The global reach of Saudi millionaire Saleh Abdullah Kamel stretches from Osama bin
Laden to the U.S. Congress. In 2002, the alleged terror financer hired convicted
lobbyist Jack Abramoff to promote Islamic banks to federal agencies. Abramoff earned
his money, arranging for a meeting in Dubai between Kamel and Chairman of the
Judicary committee, Rep. F. James
Kamel owns Dallah al Baraka Group (DBG), a Saudi Arabia-based banking and investment company. The group operates as a holding company for Kamel’s many real estate, media, trade, industry, and finance businesses operating in about 40 countries. He’s also chairman of the General Council of Islamic Banks. Forbes estimates his net worth at $5 billion.
Kamel was listed on The Golden Chain, a list of al Qaida donors seized by the Bosnian police. In his 2002 terror financing report to the U.N., private investigator Jean-Charles Brisard named Kamel as one of the top Saudi sponsors of al-Qaida. According to Brisard, Kamal helped bin Laden start the Sudan-based al Shamal Islamic Bank to fund al Qaida operations. Kamel has also supplied funds to Adil Abdeljalil Batterjee, founder of the Benevolence International Foundation, designated a terror-financing entity by the Treasury Department.
According to press reports, classified parts of the September 11 congressional report link Kamel’s DBG to al Qaida. Saudi businessman Omar al-Bayoumi, who set up hijackers Khalid al-Mihdhar and Nawaf al-Hazmial-Bayoumi in San Diego, worked for Dallah Avco, a DBG-owned company involved with the Saudi Arabia aviation authority.
Kamel was later sued by families of 9/11 victims who allege Saudi support for terrorism, most of the claims against him were dismissed on jurisdictional grounds.
DBG also invested $500,000 in BMI, Inc, a Shariah-compliant financial services company that former National Security Council advisor Richard Clarke suggests was just a front for terror financing. BMI investors include Hamas leader Musa abu Marzook and designated al Qaida financier Yasin al-Qadi. According to the Wall Street Journal, in 1999 a BMI employee told the FBI that the company financed the bombings of U.S. Embassies in East Africa in 1998. BMI also invested in Ptech, a software company investigated in 2002 for its links to terror financing.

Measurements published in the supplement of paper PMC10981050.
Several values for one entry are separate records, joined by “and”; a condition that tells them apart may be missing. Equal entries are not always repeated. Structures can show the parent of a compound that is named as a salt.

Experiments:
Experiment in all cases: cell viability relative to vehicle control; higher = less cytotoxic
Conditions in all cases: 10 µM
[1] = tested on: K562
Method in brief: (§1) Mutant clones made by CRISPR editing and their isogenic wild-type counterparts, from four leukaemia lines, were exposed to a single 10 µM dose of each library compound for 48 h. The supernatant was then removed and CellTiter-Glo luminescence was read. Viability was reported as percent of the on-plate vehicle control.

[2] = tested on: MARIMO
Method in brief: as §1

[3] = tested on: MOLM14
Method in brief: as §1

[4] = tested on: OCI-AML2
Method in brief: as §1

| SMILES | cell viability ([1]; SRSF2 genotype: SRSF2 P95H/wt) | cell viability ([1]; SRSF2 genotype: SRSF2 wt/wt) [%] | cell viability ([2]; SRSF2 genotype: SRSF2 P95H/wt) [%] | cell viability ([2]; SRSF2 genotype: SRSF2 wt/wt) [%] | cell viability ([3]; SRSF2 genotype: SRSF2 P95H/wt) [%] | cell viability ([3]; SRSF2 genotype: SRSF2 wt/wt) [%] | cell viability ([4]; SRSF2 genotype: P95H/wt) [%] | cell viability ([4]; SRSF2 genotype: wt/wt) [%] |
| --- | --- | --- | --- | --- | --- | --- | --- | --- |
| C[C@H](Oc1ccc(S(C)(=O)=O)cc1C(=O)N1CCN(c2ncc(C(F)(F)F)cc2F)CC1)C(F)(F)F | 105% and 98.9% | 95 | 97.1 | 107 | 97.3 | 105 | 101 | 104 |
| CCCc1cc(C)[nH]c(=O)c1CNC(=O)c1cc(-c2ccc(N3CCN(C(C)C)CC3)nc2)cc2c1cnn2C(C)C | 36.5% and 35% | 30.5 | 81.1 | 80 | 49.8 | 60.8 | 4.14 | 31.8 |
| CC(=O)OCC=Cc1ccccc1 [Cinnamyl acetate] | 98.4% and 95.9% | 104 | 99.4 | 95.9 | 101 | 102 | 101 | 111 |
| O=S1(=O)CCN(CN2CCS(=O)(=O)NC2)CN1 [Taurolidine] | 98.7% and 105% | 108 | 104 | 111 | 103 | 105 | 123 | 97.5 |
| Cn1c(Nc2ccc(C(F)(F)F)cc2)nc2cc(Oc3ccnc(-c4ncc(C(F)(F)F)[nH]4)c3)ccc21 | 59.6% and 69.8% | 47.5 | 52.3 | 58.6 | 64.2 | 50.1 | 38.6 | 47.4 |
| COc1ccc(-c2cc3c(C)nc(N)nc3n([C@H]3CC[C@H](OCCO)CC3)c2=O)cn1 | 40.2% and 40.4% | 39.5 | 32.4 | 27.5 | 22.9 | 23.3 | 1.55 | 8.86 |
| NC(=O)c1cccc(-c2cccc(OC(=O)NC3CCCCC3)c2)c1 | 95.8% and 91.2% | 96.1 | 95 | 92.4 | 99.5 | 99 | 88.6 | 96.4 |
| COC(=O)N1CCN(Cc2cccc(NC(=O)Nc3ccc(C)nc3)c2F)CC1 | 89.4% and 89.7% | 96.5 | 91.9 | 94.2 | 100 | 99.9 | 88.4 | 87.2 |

In 2002, hoping to mitigate some of the negative publicity, the General Council of Islamic Banks hired disgraced lobbyist Jack Abramoff to petition the U.S. government. For two years, Abramoff lobbied 24 federal agencies including Congress, The Department of Justice, the Army, the U.S. Trade Representative, the Federal Aviation Administration, and the executive office of the president. The Council paid Abramoff’s law firm Greenberg Traurig, $200,000 in 2002 for his services. The group also hired AG Consulting Group, managed by Asim Ghafoor, for $210,000. As part of his work, Abramoff flew chairman of the Judicary committee, F. James Sensenbrenner, Jr. to Dubai, where he met with Kamel.
- "The World’s Richest People, 2006,” Forbes: http://www.forbes.com/lists/2006/10/1FXS.html
- ”US MUST SHOW 9/11 FAMILIES THE BLUEPRINTS OF SAUDI SUPPORT FOR AL QAEDA,” press release from Sen. Charles Schumer, D-NY, 3/19/03.
- http://www.senate.gov/~schumer/SchumerWebsite/pressroom/press_releases/PR01566.html< /li>
- Open Secrets, lobbying filings for The General Council of Islamic Banks.
- “The dysfunctional house of Saud,” The Weekly Standard, 8/18/03.
- “Probing a Saudi Link,” Associated Press, 8/3/03
- “A Lobbyist's Progress,” The Weekly Standard, 12/20/04
- “U.S. probes terror ties to Boston software firm,” The Wall Street Journal, 12/6/02
- Statement of Richard Clarke before the United States Senate Banking Committee, 10/22/03.
- Testimony of Sen. Carl Levin before the Committee on Banking, Housing and Urban Affairs on Money Laundering and Terrorism, 9/26/01.
- TERRORISM FINANCING Roots and trends of Saudi terrorism financing, Report prepared for the President of the Security Council United Nations, 12/19/02.